This one will also work well anywhere people meet. Take a paper cup, and write the following on it in black pen: “Danger! Don’t lift, big spider underneath.” Place it upside-down on prominent flat surface, such as a kitchen counter, a colleague’s desk or a restaurant table. Expect some truly interesting responses.

    Door Prank

    14- Prank Door

    Write in large letters on a large and noticeable piece of paper: PUSH. Tape this notice on a door that should be pulled to open, and watch the hilarious struggle of those clever souls who actually read signs.

    4. How Can PortuguesePod101 Make Your April Fools’ Day Special?

    If you happen to visit Portuguese speaking countries like Brazil, or if you work for any Portuguese speaking company, knowing the above Portuguese prankster phrases can really lighten up your day. Showing you have a sense of humor can go a long way to cement good relationships in any situation. These phrases are at your disposal for free, as well as are these 100 core Portuguese words, which you will learn how to pronounce perfectly.

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    Also, don’t stop at learning April Fools’ phrases in Portuguese - bone up your Portuguese language skills with these FREE key phrases. Yes, PortuguesePod101 doesn’t joke when it comes to effective, fun and easy learning.

    Now, as a bonus, test our super-learning technology, and learn the Top 1000 most useful phrases in Portuguese below! But that’s not all. Read on to learn how you can be eligible for large enrollment discounts at PortuguesePod101.

    5. Top 1000 Most Useful Phrases in Portuguese - testing new technology

    Help us by being a language guinea pig! Listen to this video above with embedded cutting-edge, frequency-based learning technology that enables you to learn large amounts of data in record time.

    • Note: This technology is in beta-phase of development, and we invite your input for fine-tuning.
    • To participate: Watch the video for instructions, and leave a comment to rate it. Your comment will make you eligible for large enrollment-fee discounts. To watch the video, please click the play button.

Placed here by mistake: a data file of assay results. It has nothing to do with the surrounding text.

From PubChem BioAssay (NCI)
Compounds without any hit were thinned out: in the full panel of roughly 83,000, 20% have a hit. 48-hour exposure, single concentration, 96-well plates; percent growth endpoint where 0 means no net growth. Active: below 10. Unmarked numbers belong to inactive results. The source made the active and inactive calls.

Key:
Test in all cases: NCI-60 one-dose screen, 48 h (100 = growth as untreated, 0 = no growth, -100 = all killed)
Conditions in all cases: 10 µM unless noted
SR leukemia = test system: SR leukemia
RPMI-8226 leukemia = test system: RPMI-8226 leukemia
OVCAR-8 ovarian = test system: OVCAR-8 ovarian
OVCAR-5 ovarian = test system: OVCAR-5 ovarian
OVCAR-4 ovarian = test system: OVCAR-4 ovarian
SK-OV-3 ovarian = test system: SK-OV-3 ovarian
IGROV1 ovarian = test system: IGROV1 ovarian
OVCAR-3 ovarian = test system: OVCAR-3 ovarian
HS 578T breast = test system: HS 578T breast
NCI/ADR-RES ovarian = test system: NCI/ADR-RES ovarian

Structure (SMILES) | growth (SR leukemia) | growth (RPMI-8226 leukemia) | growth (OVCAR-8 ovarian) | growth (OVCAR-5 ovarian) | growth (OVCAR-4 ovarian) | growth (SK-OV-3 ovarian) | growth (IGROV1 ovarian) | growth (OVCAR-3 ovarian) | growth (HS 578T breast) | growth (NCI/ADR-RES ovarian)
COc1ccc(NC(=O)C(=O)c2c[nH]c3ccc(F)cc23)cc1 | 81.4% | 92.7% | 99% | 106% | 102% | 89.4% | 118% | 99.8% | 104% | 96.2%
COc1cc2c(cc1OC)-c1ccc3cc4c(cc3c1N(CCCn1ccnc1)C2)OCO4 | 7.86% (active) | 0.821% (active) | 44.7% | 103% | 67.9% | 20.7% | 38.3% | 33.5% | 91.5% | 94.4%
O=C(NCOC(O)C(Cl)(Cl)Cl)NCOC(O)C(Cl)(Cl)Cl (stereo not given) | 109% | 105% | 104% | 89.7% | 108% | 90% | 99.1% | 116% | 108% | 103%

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    3 Reasons Why Successful Students Learn Portuguese In the Car

    Not only is it possible to learn Portuguese in your car, there are 3 great benefits that will help you master the language faster and with less effort.

    With everyone so pressed for time these days, it might seem like a daydream to believe that you could learn Portuguese in your car—but it’s not! Thanks to a wide range of new technologies and resources, learning a language in your car is easier than ever. Not only is it easy to learn a language while driving, there are actually a number of benefits, especially if the lessons are part of a structured learning program like PortuguesePod101. Here are three specific benefits to learning Portuguese or any other new language in your car.

    3 reasons why successful students learn portuguese in the car

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    1. Transform Downtime into Progress

    How much time do you spend commuting to and from work? Learning a language in your car transforms your commute time into tangible progress towards your dream. So instead of being stressed over how much time you are “wasting” on errands and daily commutes, you can decompress and have some fun while you learn Portuguese in your car!

    2. Daily Exposure Leads to Passive Learning

    Practice makes perfect and learning a new language is no different. The daily exposure you get when you learn Portuguese while driving helps improve listening comprehension, pronunciation, and of course helps build vocabulary and improve grammar. Don’t worry: You don’t need to memorize everything as you listen in Portuguese while driving. Just having continuous exposure to a foreign language helps you improve your vocabulary, learn faster, and ultimately retain more through passive learning.


    3. Learning While Driving is Fun